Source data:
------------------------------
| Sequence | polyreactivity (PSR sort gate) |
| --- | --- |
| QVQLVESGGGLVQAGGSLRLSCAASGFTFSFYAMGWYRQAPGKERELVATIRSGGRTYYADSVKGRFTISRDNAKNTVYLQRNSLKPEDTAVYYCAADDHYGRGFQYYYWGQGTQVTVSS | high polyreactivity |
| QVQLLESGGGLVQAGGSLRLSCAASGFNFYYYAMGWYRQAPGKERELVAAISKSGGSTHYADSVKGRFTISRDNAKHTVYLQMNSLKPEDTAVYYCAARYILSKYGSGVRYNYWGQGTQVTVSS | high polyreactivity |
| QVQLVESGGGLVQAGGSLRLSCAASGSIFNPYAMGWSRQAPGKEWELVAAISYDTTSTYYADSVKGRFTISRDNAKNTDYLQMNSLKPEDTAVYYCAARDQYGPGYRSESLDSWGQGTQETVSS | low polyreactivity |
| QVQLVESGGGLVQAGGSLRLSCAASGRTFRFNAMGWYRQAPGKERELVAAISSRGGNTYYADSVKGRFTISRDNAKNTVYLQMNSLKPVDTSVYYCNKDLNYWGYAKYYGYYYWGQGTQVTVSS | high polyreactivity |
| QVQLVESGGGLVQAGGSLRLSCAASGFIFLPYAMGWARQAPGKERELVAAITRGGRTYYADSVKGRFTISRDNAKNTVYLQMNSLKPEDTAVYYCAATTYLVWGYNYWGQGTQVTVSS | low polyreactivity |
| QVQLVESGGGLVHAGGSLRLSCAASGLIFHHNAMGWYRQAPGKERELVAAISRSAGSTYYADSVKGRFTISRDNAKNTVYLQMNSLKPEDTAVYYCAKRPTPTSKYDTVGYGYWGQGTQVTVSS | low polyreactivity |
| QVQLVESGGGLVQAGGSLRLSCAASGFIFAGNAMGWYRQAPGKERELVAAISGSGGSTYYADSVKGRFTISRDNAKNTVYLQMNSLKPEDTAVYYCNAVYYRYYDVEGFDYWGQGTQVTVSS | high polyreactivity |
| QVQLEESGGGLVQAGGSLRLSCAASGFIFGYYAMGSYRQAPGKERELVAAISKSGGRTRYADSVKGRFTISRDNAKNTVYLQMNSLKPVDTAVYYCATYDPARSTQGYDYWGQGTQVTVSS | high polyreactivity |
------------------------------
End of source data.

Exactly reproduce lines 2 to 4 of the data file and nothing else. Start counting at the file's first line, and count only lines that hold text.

| --- | --- |
| QVQLVESGGGLVQAGGSLRLSCAASGFTFSFYAMGWYRQAPGKERELVATIRSGGRTYYADSVKGRFTISRDNAKNTVYLQRNSLKPEDTAVYYCAADDHYGRGFQYYYWGQGTQVTVSS | high polyreactivity |
| QVQLLESGGGLVQAGGSLRLSCAASGFNFYYYAMGWYRQAPGKERELVAAISKSGGSTHYADSVKGRFTISRDNAKHTVYLQMNSLKPEDTAVYYCAARYILSKYGSGVRYNYWGQGTQVTVSS | high polyreactivity |